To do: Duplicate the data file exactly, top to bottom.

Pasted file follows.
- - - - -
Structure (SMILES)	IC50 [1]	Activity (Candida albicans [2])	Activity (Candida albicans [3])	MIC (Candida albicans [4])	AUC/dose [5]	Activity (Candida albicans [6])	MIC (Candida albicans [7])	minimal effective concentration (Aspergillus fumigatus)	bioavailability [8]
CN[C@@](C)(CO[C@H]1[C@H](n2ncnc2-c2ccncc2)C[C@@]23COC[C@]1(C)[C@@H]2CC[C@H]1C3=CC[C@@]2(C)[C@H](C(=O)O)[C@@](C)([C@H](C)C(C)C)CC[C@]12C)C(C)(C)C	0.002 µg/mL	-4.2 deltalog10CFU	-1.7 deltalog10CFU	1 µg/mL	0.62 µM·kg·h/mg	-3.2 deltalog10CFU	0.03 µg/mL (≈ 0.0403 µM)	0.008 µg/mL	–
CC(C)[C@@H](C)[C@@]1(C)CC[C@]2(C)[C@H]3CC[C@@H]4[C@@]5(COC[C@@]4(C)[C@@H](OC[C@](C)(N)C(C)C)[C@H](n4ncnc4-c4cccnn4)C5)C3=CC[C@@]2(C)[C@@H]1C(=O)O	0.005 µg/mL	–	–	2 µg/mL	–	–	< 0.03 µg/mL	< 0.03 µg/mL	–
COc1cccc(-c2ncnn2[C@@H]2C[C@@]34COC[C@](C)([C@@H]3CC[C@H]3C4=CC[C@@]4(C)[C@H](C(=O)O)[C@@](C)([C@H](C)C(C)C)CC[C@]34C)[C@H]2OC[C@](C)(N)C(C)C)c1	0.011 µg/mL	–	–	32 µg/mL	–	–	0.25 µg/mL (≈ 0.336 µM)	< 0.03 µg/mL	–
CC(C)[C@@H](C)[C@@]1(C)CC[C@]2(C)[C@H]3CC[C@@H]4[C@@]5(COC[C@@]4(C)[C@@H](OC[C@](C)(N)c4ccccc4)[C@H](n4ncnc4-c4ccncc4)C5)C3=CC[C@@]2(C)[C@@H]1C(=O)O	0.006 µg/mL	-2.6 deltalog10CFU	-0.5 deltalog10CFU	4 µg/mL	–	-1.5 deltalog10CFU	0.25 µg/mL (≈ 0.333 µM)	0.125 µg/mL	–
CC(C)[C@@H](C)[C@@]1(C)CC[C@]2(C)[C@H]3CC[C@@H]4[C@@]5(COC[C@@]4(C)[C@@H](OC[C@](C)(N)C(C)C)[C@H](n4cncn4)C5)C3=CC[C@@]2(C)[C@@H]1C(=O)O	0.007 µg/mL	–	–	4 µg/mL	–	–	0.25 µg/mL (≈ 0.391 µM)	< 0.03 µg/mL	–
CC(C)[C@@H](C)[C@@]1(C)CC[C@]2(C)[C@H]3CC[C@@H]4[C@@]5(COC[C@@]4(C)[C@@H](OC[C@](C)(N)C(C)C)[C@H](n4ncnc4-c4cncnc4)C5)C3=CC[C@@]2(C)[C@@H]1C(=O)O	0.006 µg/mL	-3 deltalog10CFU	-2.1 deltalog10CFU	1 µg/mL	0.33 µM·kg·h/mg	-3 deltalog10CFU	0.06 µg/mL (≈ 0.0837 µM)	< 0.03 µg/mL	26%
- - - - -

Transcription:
Structure (SMILES)	IC50 [1]	Activity (Candida albicans [2])	Activity (Candida albicans [3])	MIC (Candida albicans [4])	AUC/dose [5]	Activity (Candida albicans [6])	MIC (Candida albicans [7])	minimal effective concentration (Aspergillus fumigatus)	bioavailability [8]
CN[C@@](C)(CO[C@H]1[C@H](n2ncnc2-c2ccncc2)C[C@@]23COC[C@]1(C)[C@@H]2CC[C@H]1C3=CC[C@@]2(C)[C@H](C(=O)O)[C@@](C)([C@H](C)C(C)C)CC[C@]12C)C(C)(C)C	0.002 µg/mL	-4.2 deltalog10CFU	-1.7 deltalog10CFU	1 µg/mL	0.62 µM·kg·h/mg	-3.2 deltalog10CFU	0.03 µg/mL (≈ 0.0403 µM)	0.008 µg/mL	–
CC(C)[C@@H](C)[C@@]1(C)CC[C@]2(C)[C@H]3CC[C@@H]4[C@@]5(COC[C@@]4(C)[C@@H](OC[C@](C)(N)C(C)C)[C@H](n4ncnc4-c4cccnn4)C5)C3=CC[C@@]2(C)[C@@H]1C(=O)O	0.005 µg/mL	–	–	2 µg/mL	–	–	< 0.03 µg/mL	< 0.03 µg/mL	–
COc1cccc(-c2ncnn2[C@@H]2C[C@@]34COC[C@](C)([C@@H]3CC[C@H]3C4=CC[C@@]4(C)[C@H](C(=O)O)[C@@](C)([C@H](C)C(C)C)CC[C@]34C)[C@H]2OC[C@](C)(N)C(C)C)c1	0.011 µg/mL	–	–	32 µg/mL	–	–	0.25 µg/mL (≈ 0.336 µM)	< 0.03 µg/mL	–
CC(C)[C@@H](C)[C@@]1(C)CC[C@]2(C)[C@H]3CC[C@@H]4[C@@]5(COC[C@@]4(C)[C@@H](OC[C@](C)(N)c4ccccc4)[C@H](n4ncnc4-c4ccncc4)C5)C3=CC[C@@]2(C)[C@@H]1C(=O)O	0.006 µg/mL	-2.6 deltalog10CFU	-0.5 deltalog10CFU	4 µg/mL	–	-1.5 deltalog10CFU	0.25 µg/mL (≈ 0.333 µM)	0.125 µg/mL	–
CC(C)[C@@H](C)[C@@]1(C)CC[C@]2(C)[C@H]3CC[C@@H]4[C@@]5(COC[C@@]4(C)[C@@H](OC[C@](C)(N)C(C)C)[C@H](n4cncn4)C5)C3=CC[C@@]2(C)[C@@H]1C(=O)O	0.007 µg/mL	–	–	4 µg/mL	–	–	0.25 µg/mL (≈ 0.391 µM)	< 0.03 µg/mL	–
CC(C)[C@@H](C)[C@@]1(C)CC[C@]2(C)[C@H]3CC[C@@H]4[C@@]5(COC[C@@]4(C)[C@@H](OC[C@](C)(N)C(C)C)[C@H](n4ncnc4-c4cncnc4)C5)C3=CC[C@@]2(C)[C@@H]1C(=O)O	0.006 µg/mL	-3 deltalog10CFU	-2.1 deltalog10CFU	1 µg/mL	0.33 µM·kg·h/mg	-3 deltalog10CFU	0.06 µg/mL (≈ 0.0837 µM)	< 0.03 µg/mL	26%